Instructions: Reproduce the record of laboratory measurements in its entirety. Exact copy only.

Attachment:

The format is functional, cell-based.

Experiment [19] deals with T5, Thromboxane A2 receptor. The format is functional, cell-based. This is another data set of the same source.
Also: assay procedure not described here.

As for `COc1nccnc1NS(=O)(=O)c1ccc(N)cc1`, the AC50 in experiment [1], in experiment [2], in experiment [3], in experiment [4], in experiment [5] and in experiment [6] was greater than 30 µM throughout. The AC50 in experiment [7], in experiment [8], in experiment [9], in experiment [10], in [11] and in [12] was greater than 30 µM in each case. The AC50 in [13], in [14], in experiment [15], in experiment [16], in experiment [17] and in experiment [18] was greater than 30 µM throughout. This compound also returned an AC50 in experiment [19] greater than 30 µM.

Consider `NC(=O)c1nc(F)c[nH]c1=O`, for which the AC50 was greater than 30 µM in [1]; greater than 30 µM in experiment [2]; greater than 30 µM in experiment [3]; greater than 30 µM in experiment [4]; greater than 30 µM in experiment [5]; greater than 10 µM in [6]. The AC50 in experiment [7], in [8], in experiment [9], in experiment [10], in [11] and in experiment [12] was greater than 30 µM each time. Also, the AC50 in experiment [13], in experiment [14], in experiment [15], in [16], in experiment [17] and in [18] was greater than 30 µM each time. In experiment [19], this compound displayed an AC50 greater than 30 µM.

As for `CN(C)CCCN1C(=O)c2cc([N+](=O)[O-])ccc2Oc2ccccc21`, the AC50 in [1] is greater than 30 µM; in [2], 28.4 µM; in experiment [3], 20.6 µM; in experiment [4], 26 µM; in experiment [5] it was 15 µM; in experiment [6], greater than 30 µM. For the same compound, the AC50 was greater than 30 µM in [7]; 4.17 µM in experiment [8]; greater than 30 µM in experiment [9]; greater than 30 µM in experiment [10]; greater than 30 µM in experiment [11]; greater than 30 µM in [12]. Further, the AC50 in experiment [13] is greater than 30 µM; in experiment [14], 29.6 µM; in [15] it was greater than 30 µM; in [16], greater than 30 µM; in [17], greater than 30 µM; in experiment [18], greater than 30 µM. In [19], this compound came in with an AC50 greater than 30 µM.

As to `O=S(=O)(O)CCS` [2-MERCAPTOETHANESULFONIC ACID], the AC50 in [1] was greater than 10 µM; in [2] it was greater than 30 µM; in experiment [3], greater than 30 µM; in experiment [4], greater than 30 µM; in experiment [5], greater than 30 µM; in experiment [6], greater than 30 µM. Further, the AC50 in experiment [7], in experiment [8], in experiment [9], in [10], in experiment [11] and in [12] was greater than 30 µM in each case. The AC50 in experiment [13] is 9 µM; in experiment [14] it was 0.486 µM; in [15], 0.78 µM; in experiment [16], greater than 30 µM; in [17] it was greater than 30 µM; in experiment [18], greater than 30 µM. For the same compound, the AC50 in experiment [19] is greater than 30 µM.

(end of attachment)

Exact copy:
The format is functional, cell-based.

Experiment [19] deals with T5, Thromboxane A2 receptor. The format is functional, cell-based. This is another data set of the same source.
Also: assay procedure not described here.

As for `COc1nccnc1NS(=O)(=O)c1ccc(N)cc1`, the AC50 in experiment [1], in experiment [2], in experiment [3], in experiment [4], in experiment [5] and in experiment [6] was greater than 30 µM throughout. The AC50 in experiment [7], in experiment [8], in experiment [9], in experiment [10], in [11] and in [12] was greater than 30 µM in each case. The AC50 in [13], in [14], in experiment [15], in experiment [16], in experiment [17] and in experiment [18] was greater than 30 µM throughout. This compound also returned an AC50 in experiment [19] greater than 30 µM.

Consider `NC(=O)c1nc(F)c[nH]c1=O`, for which the AC50 was greater than 30 µM in [1]; greater than 30 µM in experiment [2]; greater than 30 µM in experiment [3]; greater than 30 µM in experiment [4]; greater than 30 µM in experiment [5]; greater than 10 µM in [6]. The AC50 in experiment [7], in [8], in experiment [9], in experiment [10], in [11] and in experiment [12] was greater than 30 µM each time. Also, the AC50 in experiment [13], in experiment [14], in experiment [15], in [16], in experiment [17] and in [18] was greater than 30 µM each time. In experiment [19], this compound displayed an AC50 greater than 30 µM.

As for `CN(C)CCCN1C(=O)c2cc([N+](=O)[O-])ccc2Oc2ccccc21`, the AC50 in [1] is greater than 30 µM; in [2], 28.4 µM; in experiment [3], 20.6 µM; in experiment [4], 26 µM; in experiment [5] it was 15 µM; in experiment [6], greater than 30 µM. For the same compound, the AC50 was greater than 30 µM in [7]; 4.17 µM in experiment [8]; greater than 30 µM in experiment [9]; greater than 30 µM in experiment [10]; greater than 30 µM in experiment [11]; greater than 30 µM in [12]. Further, the AC50 in experiment [13] is greater than 30 µM; in experiment [14], 29.6 µM; in [15] it was greater than 30 µM; in [16], greater than 30 µM; in [17], greater than 30 µM; in experiment [18], greater than 30 µM. In [19], this compound came in with an AC50 greater than 30 µM.

As to `O=S(=O)(O)CCS` [2-MERCAPTOETHANESULFONIC ACID], the AC50 in [1] was greater than 10 µM; in [2] it was greater than 30 µM; in experiment [3], greater than 30 µM; in experiment [4], greater than 30 µM; in experiment [5], greater than 30 µM; in experiment [6], greater than 30 µM. Further, the AC50 in experiment [7], in experiment [8], in experiment [9], in [10], in experiment [11] and in [12] was greater than 30 µM in each case. The AC50 in experiment [13] is 9 µM; in experiment [14] it was 0.486 µM; in [15], 0.78 µM; in experiment [16], greater than 30 µM; in [17] it was greater than 30 µM; in experiment [18], greater than 30 µM. For the same compound, the AC50 in experiment [19] is greater than 30 µM.